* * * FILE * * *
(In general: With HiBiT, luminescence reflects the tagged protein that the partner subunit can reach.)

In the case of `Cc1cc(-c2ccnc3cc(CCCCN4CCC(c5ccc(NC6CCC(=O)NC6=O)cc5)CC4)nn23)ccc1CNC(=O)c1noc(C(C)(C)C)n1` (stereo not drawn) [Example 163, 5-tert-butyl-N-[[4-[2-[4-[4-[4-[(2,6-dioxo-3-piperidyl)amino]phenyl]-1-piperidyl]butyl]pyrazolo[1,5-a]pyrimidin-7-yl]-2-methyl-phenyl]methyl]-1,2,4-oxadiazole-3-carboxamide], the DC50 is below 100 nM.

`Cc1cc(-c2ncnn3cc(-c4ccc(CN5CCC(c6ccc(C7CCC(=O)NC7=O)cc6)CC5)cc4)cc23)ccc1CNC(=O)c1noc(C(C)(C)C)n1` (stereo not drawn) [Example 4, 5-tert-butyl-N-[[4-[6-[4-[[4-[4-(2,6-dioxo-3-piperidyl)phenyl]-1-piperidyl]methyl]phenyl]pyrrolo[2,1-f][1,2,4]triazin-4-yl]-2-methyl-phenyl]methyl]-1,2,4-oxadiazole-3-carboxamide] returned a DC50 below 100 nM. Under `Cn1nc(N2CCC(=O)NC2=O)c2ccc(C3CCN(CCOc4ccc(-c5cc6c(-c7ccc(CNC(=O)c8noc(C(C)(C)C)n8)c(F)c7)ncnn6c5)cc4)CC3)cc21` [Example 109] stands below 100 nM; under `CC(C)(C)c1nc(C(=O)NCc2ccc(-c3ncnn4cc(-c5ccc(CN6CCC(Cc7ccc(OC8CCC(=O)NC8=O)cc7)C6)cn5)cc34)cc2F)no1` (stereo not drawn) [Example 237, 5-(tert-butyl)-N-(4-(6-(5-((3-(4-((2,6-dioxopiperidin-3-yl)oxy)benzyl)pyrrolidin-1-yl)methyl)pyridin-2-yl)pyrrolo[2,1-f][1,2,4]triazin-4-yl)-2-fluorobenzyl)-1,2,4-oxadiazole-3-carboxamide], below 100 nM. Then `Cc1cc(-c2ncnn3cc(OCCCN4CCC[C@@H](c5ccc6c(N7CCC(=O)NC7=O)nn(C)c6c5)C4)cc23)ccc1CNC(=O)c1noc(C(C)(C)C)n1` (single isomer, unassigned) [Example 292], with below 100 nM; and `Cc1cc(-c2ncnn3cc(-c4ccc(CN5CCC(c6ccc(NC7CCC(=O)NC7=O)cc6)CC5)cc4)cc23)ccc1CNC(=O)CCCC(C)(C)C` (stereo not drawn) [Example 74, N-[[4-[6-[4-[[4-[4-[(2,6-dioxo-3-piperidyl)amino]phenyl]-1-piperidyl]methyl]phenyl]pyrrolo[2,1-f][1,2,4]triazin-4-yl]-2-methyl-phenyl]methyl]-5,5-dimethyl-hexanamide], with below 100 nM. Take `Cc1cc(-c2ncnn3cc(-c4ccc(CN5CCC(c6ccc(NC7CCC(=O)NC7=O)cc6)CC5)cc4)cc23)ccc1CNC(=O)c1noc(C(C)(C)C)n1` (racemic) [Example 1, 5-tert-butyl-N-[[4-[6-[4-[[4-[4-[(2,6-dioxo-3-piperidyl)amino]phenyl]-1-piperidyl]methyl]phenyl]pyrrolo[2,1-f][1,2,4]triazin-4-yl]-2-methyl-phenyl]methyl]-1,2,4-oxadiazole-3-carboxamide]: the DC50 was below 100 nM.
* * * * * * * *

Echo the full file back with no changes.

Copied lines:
(In general: With HiBiT, luminescence reflects the tagged protein that the partner subunit can reach.)

In the case of `Cc1cc(-c2ccnc3cc(CCCCN4CCC(c5ccc(NC6CCC(=O)NC6=O)cc5)CC4)nn23)ccc1CNC(=O)c1noc(C(C)(C)C)n1` (stereo not drawn) [Example 163, 5-tert-butyl-N-[[4-[2-[4-[4-[4-[(2,6-dioxo-3-piperidyl)amino]phenyl]-1-piperidyl]butyl]pyrazolo[1,5-a]pyrimidin-7-yl]-2-methyl-phenyl]methyl]-1,2,4-oxadiazole-3-carboxamide], the DC50 is below 100 nM.

`Cc1cc(-c2ncnn3cc(-c4ccc(CN5CCC(c6ccc(C7CCC(=O)NC7=O)cc6)CC5)cc4)cc23)ccc1CNC(=O)c1noc(C(C)(C)C)n1` (stereo not drawn) [Example 4, 5-tert-butyl-N-[[4-[6-[4-[[4-[4-(2,6-dioxo-3-piperidyl)phenyl]-1-piperidyl]methyl]phenyl]pyrrolo[2,1-f][1,2,4]triazin-4-yl]-2-methyl-phenyl]methyl]-1,2,4-oxadiazole-3-carboxamide] returned a DC50 below 100 nM. Under `Cn1nc(N2CCC(=O)NC2=O)c2ccc(C3CCN(CCOc4ccc(-c5cc6c(-c7ccc(CNC(=O)c8noc(C(C)(C)C)n8)c(F)c7)ncnn6c5)cc4)CC3)cc21` [Example 109] stands below 100 nM; under `CC(C)(C)c1nc(C(=O)NCc2ccc(-c3ncnn4cc(-c5ccc(CN6CCC(Cc7ccc(OC8CCC(=O)NC8=O)cc7)C6)cn5)cc34)cc2F)no1` (stereo not drawn) [Example 237, 5-(tert-butyl)-N-(4-(6-(5-((3-(4-((2,6-dioxopiperidin-3-yl)oxy)benzyl)pyrrolidin-1-yl)methyl)pyridin-2-yl)pyrrolo[2,1-f][1,2,4]triazin-4-yl)-2-fluorobenzyl)-1,2,4-oxadiazole-3-carboxamide], below 100 nM. Then `Cc1cc(-c2ncnn3cc(OCCCN4CCC[C@@H](c5ccc6c(N7CCC(=O)NC7=O)nn(C)c6c5)C4)cc23)ccc1CNC(=O)c1noc(C(C)(C)C)n1` (single isomer, unassigned) [Example 292], with below 100 nM; and `Cc1cc(-c2ncnn3cc(-c4ccc(CN5CCC(c6ccc(NC7CCC(=O)NC7=O)cc6)CC5)cc4)cc23)ccc1CNC(=O)CCCC(C)(C)C` (stereo not drawn) [Example 74, N-[[4-[6-[4-[[4-[4-[(2,6-dioxo-3-piperidyl)amino]phenyl]-1-piperidyl]methyl]phenyl]pyrrolo[2,1-f][1,2,4]triazin-4-yl]-2-methyl-phenyl]methyl]-5,5-dimethyl-hexanamide], with below 100 nM. Take `Cc1cc(-c2ncnn3cc(-c4ccc(CN5CCC(c6ccc(NC7CCC(=O)NC7=O)cc6)CC5)cc4)cc23)ccc1CNC(=O)c1noc(C(C)(C)C)n1` (racemic) [Example 1, 5-tert-butyl-N-[[4-[6-[4-[[4-[4-[(2,6-dioxo-3-piperidyl)amino]phenyl]-1-piperidyl]methyl]phenyl]pyrrolo[2,1-f][1,2,4]triazin-4-yl]-2-methyl-phenyl]methyl]-1,2,4-oxadiazole-3-carboxamide]: the DC50 was below 100 nM.